Outside of class, I deal with the same attitudes, except people don’t have to worry about getting fired so I get a lot more of the explicit “You’re faking it!” attitude, with people telling me to “Suck it up” because “Everyone has it hard.”

Yeah, fuck you buddy. I’m pretty aware that everyone has it hard — I’m part of everyone, remember? — and “suck it up”? What do you think I’ve been doing for the past five years? After being in Special Education for four years in High School I was so tired of being treated like I was abnormal by the system that I wanted to prove that I could do things like a normal student. I didn’t tell anyone at college that I have disabilities and it’s taken me this long to admit to myself that I can’t handle things like a normal student, that I need help.

And there is no shame in not being able to do things by yourself, there is no shame in needing to ask for help from other people. But you know what, tell that to the subconscious part of my brain, the part that has been conditioned by what we believe as a capitalist, consumer, individualist culture that believes in the North American Dream and pulling oneself up by one’s bootstraps and the “Self Made Man” and all that fucking bullshit.

Do you know how much shame I am feeling right now posting this? How much shame I feel whenever I ask for more time on an assignment? When I’m late with an assignment? When I can’t complete a test?

Do you know how many nightmares I have about getting bad grades? They’re right up there at the top of the list of Katje’s Brain’s Nightmare Favorites, along with murder, alien invasions, being abandoned, and sexual abuse.

I have had nervous breakdowns about tests. I have left class crying because I felt I couldn’t get something done. I have felt stupid, for no reason other than I am not as fast as some of the other students and I am constantly reminded of that.

And all these factors make me terrified to ask for help. Terrified of going to my teacher and saying “I am having trouble. I need more time.”

In the past I have skipped class because I got behind, and was ashamed to show my face, and ashamed to talk to my teacher about that, and once I started skipping class I got too ashamed to show up again because I hadn’t gone in weeks.

Sometimes when I wake up I lie in bed and cry for twenty minutes or so because I can’t shake the nightmare, the inner voice saying You’re such a stupid lazy bitch, you don’t deserve to live, you are so stupid, you’re dumb, you can’t handle simple courses, how do you ever expect to succeed at your dream job, how do you expect to graduate, no wonder it’s taken you seven years and you’re still not done, you stupid whore, over and over again until I really do want to die.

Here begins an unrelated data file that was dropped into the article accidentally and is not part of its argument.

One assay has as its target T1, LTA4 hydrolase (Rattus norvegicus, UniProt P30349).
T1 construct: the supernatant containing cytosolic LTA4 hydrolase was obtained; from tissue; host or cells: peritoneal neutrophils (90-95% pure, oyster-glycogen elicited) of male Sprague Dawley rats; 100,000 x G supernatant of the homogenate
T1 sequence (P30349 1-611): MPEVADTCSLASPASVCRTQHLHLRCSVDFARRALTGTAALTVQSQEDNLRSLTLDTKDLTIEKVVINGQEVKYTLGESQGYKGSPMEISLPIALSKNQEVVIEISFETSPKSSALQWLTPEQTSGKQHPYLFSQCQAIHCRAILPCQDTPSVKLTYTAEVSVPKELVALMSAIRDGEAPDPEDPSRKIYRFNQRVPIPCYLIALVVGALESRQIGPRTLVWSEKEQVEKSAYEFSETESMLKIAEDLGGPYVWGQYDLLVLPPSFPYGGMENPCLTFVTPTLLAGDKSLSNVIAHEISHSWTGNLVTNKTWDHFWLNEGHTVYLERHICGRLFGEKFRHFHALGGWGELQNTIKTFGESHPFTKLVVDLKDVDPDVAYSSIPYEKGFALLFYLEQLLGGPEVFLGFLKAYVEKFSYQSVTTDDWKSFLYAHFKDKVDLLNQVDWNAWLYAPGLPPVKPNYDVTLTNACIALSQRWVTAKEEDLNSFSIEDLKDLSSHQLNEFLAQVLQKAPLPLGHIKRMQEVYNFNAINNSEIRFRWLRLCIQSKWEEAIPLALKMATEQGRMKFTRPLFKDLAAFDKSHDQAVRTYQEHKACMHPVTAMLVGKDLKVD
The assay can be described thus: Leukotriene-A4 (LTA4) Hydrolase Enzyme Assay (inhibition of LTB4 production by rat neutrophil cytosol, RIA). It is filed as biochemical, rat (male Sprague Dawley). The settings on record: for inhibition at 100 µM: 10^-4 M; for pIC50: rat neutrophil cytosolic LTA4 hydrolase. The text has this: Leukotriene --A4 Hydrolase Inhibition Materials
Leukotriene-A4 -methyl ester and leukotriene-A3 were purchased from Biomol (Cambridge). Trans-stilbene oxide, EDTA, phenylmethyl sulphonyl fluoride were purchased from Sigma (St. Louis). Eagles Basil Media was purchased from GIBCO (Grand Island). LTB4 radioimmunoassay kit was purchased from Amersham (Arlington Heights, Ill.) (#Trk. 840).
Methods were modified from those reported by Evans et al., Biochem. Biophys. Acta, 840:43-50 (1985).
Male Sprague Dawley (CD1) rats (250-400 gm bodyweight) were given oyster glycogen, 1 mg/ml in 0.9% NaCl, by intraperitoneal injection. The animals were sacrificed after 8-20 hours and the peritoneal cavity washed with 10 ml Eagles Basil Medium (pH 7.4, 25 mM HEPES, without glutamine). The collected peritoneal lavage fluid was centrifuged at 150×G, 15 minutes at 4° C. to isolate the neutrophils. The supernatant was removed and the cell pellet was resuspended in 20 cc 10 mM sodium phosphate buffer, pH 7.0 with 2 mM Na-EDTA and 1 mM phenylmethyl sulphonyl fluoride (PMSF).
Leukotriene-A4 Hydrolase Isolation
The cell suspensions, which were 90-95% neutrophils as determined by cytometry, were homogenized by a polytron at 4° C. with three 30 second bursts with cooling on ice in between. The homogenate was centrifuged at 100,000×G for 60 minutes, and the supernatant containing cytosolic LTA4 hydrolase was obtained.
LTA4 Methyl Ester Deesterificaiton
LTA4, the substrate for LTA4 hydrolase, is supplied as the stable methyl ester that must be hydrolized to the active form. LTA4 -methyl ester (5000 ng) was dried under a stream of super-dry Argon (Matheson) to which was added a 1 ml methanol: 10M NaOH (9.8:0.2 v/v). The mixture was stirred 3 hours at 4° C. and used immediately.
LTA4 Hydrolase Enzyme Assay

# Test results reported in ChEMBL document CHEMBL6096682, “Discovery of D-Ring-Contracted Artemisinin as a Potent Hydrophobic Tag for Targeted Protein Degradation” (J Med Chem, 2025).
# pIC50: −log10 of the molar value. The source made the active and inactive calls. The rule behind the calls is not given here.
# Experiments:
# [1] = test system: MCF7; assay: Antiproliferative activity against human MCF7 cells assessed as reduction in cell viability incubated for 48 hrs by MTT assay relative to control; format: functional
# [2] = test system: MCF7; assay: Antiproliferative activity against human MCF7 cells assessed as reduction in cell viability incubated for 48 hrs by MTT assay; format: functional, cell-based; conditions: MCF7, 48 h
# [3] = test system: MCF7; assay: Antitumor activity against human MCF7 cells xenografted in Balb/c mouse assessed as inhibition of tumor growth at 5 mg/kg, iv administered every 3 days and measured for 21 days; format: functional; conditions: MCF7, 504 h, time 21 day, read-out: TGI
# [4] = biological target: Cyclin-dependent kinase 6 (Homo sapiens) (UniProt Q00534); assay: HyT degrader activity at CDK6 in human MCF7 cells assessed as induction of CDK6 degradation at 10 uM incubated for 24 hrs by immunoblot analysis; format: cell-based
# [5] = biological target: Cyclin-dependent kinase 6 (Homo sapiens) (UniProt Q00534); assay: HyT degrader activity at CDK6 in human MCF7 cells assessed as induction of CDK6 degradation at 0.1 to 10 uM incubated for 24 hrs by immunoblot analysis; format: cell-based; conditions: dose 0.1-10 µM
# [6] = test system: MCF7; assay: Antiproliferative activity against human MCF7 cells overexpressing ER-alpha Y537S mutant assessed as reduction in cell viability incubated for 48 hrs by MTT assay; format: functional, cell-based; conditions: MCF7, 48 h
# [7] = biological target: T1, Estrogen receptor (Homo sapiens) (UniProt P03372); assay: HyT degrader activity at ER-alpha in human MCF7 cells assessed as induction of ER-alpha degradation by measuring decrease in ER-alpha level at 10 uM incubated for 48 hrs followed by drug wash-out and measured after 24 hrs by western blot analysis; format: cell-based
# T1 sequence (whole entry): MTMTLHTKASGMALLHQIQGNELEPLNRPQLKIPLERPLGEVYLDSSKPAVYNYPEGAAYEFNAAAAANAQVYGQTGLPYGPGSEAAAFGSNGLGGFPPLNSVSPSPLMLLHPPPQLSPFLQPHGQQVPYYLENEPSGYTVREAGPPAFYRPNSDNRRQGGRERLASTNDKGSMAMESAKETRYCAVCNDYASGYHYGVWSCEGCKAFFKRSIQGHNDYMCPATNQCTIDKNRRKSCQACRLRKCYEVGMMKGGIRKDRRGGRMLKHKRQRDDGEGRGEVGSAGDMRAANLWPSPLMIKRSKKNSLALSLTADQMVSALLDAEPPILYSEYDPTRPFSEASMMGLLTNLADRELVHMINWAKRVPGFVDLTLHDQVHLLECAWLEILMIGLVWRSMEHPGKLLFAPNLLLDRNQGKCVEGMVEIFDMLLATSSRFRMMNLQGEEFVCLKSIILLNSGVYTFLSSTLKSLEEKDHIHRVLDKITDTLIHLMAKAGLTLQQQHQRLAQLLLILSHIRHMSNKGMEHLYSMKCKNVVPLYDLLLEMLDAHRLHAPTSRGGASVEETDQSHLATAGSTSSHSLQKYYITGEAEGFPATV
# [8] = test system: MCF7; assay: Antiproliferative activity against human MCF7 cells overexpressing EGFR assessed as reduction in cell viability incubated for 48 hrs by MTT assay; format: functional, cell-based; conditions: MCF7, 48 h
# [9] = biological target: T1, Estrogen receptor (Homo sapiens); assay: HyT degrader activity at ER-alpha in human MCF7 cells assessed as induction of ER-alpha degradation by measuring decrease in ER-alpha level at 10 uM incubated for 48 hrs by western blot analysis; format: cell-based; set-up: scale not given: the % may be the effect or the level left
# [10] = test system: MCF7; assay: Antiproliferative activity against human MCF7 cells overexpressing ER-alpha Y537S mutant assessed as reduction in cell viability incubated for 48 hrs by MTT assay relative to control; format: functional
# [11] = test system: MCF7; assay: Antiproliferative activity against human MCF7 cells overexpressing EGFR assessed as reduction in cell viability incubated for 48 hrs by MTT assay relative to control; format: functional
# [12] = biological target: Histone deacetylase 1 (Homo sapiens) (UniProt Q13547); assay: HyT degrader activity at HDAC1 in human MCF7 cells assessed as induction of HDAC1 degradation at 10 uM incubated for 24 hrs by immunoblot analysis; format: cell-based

So, you know, when I talk about having disabilities and I am met with scorn and derision and the surety of neurotypical, able-minded people that I must be faking it to get sympathy, it really doesn’t fucking help with that whole shame complex thing.

Bottom line: believe whatever you like about the veracity of my disabilities. But keep it to your fucking self. I need your pity or your dickheadedness like I need a hole in my head — actually a hole in my head might be more beneficial, as it would indicate brain surgery and hells that might fix some shit who knows. Everyday I am facing depression, social anxiety, and not remembering what my partner or my best friend or my parents may say to me because my brain just can’t parse it all (and always manages to remember the most useless fucking shit I swear to gods I don’t know what the hell it is thinking) and sometimes it’s important, and I miss it, and I feel like a shitty human being because I should be more on top of this stuff, I should be able to be there for people I care about and remember shit they say.

So if you’re so convinced that I’m just whining for attention, or that I must be faking because I haven’t “proved” it to school that I have a disability and who in their right mind would do that (hint: I’m not in my right mind, that was sort of the fucking point here), or any other reason that I’m sure makes a lot of sense in the world of an able-minded person, please don’t tell me. Don’t let it show on your face or in your voice. Just accept that it’s my reality and move on.

Because if you were close enough to me that I would accept that kind of garbage from you, you wouldn’t be saying it because you would know it wasn’t true.

_____________________________________________________________

This turned into a rather large rant, and it should be said that all instances of the word “you” are meant in a general sense and not aimed towards any one individual or, indeed, the general audienceship of this blog. “You” just seems to be the easiest audience to speak to when one is ranting.

So yes, I am probably going to be doing a podcast, and I am aware that this makes me a hypocrite and I am fine with that, and I am fine with you seeing me as a hypocrite, if you do.

The rest of the rant was said because…well, a dam burst and it got said. Mind the waters, and keep your lifejackets handy. There’s lots of anger around these here parts. Easy to drown in it.

-Katje

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4 thoughts on “On Podcasts and disability

  1. Stephy